The same week that the Charlottesville City Council revisited its local ordinance aimed to curb the spread of COVID-19, Gov. Ralph Northam announced new measures to mitigate the spread of the virus. This comes as case numbers are up nation and statewide — with Virginia’s own positivity rate recently at 11%. With the colder months inspiring more time inside and holidays inspiring gatherings, officials are concerned about continued COVID-19 spikes. 

The governor’s new executive order, set to take effect on Monday, includes:

  • a reduction of gatherings from 25 people to 10 people
  • a modified stay-at-home order encouraging Virginians to not leave their homes between midnight and 5 a.m. unless commuting for work
  • a universal mask mandate for individuals 5 five and up to wear a mask at indoor and outdoor public settings while around people not within their household, as well as outdoors if unable to maintain 6 feet of distance from others

Additionally, restaurants will continue to operate under their restrictions of social distancing and sanitization requirements, capacity limits and reduced hours for the sale of alcohol — with sale cutoffs at 10 p.m. — and overall site closures at midnight. 

“New daily case numbers are higher than they have been at any previous point in the pandemic, and while the trends in Virginia are better than most of the country, we are taking action now to slow the spread of this virus before our hospitals get overwhelmed,” Northam said at a Thursday news conference. “We already have strong public health measures in place, and with these additional steps, we can turn this around. Virginians, if you don’t have to be out, stay at home. Whenever we are around other people, we all need to wear a mask, indoors and out.”

The new restrictions will remain in place until at least Jan. 31, and Northam said it could be extended. 

“We don’t want to expand this, but we may have to,” Northam explained. “It depends on what the virus looks like next month and it depends on what you do now.”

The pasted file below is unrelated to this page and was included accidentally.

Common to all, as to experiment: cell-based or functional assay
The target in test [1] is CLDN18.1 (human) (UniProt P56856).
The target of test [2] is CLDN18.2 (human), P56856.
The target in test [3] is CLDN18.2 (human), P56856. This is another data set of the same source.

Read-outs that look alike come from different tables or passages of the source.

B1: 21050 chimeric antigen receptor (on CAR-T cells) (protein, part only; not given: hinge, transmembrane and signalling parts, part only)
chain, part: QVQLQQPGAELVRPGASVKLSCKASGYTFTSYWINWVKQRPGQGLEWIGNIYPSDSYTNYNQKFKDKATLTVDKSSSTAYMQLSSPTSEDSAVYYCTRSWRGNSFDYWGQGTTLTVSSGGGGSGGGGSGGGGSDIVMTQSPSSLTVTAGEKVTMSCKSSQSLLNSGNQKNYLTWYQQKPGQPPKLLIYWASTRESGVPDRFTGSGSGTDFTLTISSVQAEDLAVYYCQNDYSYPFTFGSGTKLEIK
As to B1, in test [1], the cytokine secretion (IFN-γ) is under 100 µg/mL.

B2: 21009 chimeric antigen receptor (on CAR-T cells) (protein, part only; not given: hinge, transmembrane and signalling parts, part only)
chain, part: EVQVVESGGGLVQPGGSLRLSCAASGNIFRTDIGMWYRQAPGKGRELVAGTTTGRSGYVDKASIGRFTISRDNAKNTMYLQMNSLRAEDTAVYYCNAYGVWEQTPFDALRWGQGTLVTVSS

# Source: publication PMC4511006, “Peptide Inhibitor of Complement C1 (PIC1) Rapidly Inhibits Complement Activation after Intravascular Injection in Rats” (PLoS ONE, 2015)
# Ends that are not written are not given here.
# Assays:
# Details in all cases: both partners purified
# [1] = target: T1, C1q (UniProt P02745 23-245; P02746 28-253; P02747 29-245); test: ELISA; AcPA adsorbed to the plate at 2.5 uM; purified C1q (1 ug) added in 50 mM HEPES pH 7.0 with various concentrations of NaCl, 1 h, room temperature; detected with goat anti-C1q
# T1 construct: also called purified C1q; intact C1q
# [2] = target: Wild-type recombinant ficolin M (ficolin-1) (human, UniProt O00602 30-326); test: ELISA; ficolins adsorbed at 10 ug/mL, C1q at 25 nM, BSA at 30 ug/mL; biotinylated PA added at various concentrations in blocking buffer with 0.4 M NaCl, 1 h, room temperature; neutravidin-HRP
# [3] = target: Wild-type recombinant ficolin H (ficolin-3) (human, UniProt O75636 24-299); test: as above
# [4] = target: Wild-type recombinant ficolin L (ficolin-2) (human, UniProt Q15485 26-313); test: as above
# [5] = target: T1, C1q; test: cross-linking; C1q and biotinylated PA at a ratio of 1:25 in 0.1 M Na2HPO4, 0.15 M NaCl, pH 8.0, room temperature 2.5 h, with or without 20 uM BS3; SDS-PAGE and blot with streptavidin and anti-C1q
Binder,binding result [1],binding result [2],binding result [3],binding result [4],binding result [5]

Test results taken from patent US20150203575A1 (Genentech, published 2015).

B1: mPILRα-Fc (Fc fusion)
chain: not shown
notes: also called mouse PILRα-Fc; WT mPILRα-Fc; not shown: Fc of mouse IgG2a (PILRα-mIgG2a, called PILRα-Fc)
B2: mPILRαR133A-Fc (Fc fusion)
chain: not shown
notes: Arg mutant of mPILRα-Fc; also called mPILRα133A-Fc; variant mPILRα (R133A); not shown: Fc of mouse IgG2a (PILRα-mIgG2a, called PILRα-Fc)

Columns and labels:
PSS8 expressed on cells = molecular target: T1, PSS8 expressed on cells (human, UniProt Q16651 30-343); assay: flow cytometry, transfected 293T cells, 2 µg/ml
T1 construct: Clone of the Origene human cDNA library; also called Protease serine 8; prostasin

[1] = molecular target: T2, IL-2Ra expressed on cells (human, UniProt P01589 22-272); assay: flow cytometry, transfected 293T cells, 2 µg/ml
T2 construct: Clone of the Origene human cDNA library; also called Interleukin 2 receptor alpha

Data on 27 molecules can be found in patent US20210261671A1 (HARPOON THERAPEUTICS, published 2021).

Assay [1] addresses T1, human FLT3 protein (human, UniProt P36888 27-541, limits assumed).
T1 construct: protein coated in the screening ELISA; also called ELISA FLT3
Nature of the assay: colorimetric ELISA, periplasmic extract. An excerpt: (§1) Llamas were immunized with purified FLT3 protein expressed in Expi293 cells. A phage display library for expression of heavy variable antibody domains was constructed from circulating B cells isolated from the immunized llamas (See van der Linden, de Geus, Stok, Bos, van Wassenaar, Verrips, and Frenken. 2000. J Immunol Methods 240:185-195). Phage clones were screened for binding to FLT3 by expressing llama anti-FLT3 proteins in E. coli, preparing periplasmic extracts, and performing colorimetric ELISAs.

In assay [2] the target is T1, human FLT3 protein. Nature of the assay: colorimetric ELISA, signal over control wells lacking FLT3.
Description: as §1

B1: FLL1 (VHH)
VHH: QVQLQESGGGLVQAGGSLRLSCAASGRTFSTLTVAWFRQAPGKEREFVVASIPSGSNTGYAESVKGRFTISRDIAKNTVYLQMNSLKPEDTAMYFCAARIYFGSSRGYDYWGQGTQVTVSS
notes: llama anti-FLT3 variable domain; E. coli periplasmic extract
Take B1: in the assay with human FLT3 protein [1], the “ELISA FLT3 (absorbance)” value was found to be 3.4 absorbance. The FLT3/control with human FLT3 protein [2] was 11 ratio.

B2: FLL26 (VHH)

As Northam gave his announcement of further restrictions an advisory panel was convening in Washington, D.C., to recommend distribution of a COVID-19 vaccine developed by Pfizer and one developed by Moderna is expected to be reviewed. 

Northam expects the first round of vaccinations to begin in Virginia soon. Charlottesville Tomorrow previously reported that locally the initial doses will go to the University of Virginia Medical Center and will be available exclusively to staff who work directly with COVID-19 patients. 

Afterwards, the Charlottesville and Albemarle County area will take a tiered approach to distributing the vaccine granting more vulnerable populations first access, followed by others later on.

Meanwhile, Charlottesville City Councilor Lloyd Snook explained that the council suspected new conditions and restrictions could be forthcoming from the governor after the increase in statewide cases. Snook said it inspired him to suggest repealing the city’s previous ordinance to “not be in conflict with stricter rules from Richmond.” 

Previously, Charlottesville and Albemarle had implemented ordinances over the summer that were firmer than the Phase III or reopening that Northam had placed Virginia in at the time. Now, Snook at least said local governments should be deferring to the state as it cracks back down on restrictions to combat the virus’ spread.

“We changed our ordinance to limit gatherings to 25, as the Nov. 13 order from the governor had provided,” Snook said in an email to Charlottesville Tomorrow earlier in the afternoon. “But now, as of the effective date of this new regulation, our ordinance is basically meaningless. We need to speak with one voice. And that voice should be the governor’s.”

During the  Dec. 10 city council budget work session the council voted to defer to state guidelines.